BTS Statistical Release: 2017 North American Freight Numbers

March 19, 2018

BTS 13-18

Friday, March 16, 2018

BTS Contact: Dave Smallen

Tel: 202-366-5568

david.smallen@dot.gov

 

SOURCE: Bureau of Transportation Statistics, TransBorder Freight Data 

NOTE: Numbers might not add to totals due to rounding. Percent changes based on numbers prior to rounding.

 

All five major transportation modes – truck, rail, pipeline, vessel and air – carried more U.S. freight with Canada and Mexico by value in 2017 than in 2016, according to the U.S. Department of Transportation’s Bureau of Transportation Statistics (BTS) (Figure 1 and Table 1).

 

Freight by Mode

The share of the value of freight moved by vessel rose by 1.2 percent and the pipeline share increased by 1.1 percent from 2016 to 2017. A 17.3 percent increase in the year-over-year price of crude oil in 2017 played a key role in the annual increases in the dollar value of goods shipped by pipeline (up 31.3 percent) and vessel (up 29.6 percent). As a result of the vessel and pipeline increases, the share of freight moved on other modes declined: air by 0.1 percent, rail by 0.2, and truck by 2.2 percent. Average monthly prices for crude petroleum and refined fuel are available from the U.S. Energy Information Administration. 

 

SOURCE: Bureau of Transportation Statistics, TransBorder Freight Data

 

Trucks continued to be the most heavily utilized mode for moving goods to and from both Canada and Mexico, carrying 63.3 percent of the freight transported. Despite a 2.2 percentage point decrease from 2016 in the share carried, trucks accounted for $720.8 billion of the $1.1 trillion in freight flows with Canada and Mexico in 2017 (Table 1).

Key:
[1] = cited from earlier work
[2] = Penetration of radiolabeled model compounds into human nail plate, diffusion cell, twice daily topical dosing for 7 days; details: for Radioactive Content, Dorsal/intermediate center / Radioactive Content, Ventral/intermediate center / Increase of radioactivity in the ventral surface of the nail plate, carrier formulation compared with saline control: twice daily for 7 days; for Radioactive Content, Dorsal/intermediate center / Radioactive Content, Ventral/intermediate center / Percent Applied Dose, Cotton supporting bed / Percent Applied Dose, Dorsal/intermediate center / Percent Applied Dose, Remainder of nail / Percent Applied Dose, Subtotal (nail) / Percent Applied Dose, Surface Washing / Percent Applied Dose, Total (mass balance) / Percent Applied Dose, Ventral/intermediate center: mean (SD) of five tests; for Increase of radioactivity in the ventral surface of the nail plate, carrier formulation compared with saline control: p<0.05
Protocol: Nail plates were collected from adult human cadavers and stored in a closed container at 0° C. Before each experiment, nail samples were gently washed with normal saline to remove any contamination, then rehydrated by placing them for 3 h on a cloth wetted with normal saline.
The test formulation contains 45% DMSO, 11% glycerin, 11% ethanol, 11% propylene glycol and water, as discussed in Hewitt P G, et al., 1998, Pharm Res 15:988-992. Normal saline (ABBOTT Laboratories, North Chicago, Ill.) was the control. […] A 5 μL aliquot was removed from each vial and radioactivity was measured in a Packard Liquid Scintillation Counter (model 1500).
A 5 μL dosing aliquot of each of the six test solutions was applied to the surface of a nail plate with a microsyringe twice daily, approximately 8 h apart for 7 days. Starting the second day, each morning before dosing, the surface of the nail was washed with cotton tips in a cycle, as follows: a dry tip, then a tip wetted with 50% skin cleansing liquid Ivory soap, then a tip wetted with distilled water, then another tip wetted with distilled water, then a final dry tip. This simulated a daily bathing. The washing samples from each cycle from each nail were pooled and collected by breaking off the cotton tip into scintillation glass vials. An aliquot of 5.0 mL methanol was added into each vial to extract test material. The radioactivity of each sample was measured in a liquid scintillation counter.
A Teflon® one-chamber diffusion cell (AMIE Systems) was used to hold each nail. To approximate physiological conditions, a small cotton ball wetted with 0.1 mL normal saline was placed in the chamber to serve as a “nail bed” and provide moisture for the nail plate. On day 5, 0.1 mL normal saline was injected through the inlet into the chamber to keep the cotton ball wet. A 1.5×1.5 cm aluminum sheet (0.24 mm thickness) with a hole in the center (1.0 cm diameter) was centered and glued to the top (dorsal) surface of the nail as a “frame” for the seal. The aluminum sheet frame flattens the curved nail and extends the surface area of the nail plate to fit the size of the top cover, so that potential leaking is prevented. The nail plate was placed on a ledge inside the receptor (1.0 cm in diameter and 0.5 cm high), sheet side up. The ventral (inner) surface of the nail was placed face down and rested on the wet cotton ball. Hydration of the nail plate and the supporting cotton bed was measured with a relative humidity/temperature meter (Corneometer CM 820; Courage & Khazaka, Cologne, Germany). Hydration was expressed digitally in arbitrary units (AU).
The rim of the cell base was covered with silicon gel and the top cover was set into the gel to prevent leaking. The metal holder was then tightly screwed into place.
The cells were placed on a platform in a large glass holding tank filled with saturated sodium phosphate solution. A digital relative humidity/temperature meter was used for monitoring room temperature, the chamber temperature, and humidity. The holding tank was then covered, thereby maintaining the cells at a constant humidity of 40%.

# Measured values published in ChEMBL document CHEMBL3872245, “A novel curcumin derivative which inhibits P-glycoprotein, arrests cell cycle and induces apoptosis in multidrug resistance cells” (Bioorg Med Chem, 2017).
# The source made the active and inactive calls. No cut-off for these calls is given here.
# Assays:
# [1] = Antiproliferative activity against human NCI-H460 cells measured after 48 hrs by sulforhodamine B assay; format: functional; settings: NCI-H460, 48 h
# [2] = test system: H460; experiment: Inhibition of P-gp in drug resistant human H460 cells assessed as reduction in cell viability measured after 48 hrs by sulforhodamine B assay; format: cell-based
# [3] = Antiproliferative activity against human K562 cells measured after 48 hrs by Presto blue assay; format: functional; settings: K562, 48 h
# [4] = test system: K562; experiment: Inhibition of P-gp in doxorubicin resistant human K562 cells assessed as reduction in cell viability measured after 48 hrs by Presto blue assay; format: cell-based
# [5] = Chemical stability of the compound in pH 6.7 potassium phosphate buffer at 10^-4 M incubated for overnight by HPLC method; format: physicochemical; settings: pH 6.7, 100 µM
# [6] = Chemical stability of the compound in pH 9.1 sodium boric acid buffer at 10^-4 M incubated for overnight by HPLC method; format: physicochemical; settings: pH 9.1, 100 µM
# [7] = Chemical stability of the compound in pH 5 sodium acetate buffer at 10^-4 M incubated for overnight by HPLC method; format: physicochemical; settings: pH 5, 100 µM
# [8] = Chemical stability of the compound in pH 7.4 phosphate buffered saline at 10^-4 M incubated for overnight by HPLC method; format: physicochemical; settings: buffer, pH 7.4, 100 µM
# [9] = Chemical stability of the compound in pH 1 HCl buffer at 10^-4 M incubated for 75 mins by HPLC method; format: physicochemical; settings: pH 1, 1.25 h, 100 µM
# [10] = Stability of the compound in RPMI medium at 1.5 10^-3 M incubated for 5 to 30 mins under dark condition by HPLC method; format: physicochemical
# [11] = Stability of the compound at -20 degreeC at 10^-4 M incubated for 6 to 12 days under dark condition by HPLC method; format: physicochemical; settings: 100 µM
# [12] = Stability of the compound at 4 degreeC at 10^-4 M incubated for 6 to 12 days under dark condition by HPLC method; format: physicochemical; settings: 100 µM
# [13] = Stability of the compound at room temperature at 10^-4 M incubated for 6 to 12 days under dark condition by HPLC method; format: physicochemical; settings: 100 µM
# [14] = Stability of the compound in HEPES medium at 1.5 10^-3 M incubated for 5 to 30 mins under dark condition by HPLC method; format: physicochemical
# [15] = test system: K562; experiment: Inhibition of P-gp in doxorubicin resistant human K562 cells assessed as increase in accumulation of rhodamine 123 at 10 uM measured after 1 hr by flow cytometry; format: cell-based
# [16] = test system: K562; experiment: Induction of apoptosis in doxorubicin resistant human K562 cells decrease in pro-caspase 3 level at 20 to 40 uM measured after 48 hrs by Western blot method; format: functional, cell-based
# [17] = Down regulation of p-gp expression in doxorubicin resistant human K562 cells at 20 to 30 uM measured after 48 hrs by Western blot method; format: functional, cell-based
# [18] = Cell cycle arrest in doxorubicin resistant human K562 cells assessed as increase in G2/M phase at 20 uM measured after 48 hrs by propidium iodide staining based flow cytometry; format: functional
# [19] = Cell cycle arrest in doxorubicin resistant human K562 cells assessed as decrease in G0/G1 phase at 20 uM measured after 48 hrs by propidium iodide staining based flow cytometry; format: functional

Rail remained the second largest mode, moving $174.1 billion or 15.3 percent, followed by vessel, 6.6 percent; pipeline, 5.7 percent; and air, 3.8 percent. The surface transportation modes of truck, rail, and pipeline combined carried 84.3 percent of the total value (Figure 2, Table 1).

 

Trucks carried 60.2 percent of the $614.0 billion of goods imported from Canada and Mexico in 2017, followed by rail, 18.5 percent; pipeline, 8.4 percent; vessel, 6.4 percent; and air, 3.1 percent. Trucks carried 66.8 percent of the $525.5 billion of goods exported to Canada and Mexico, followed by rail, 11.5 percent; vessel, 6.9 percent; air, 4.8 percent; and pipeline, 2.6 percent (Table 1).

 

The total value of cross-border freight carried on all modes rose 6.6 percent from 2016 to $1.2 trillion in current dollars,

 

The category of all modes of transportation cited in the following tables includes freight movements by truck, rail, vessel, pipeline, air, other and unknown modes of transport. See North American TransBorder Freight Data for historic data. 

 

 

U.S.-Canada Freight

From 2016 to 2017, the value of U.S.-Canada freight flows increased 7.1 percent to $582.4 billion. Trucks carried 57.7 percent of the value of the freight, followed by rail, 16.2 percent; pipeline, 10.6 percent; vessel, 3.9 percent; and air, 4.7 percent. The surface transportation modes of truck, rail, and pipeline combined carried 84.5 percent of the value (Table 2).

           

Although trucks carried the largest share (57.7 percent) of U.S.-Canada freight by value in 2017, its share of the total decreased by 2.4 percentage points from 2016. The modal shares of rail and air also decreased, both down 0.1 percentage points. Pipeline’s share rose by 2.2 percentage points while vessel rose 0.6 points, both due in part to an increase in the year-over-year price of crude oil in 2017 (Table 2).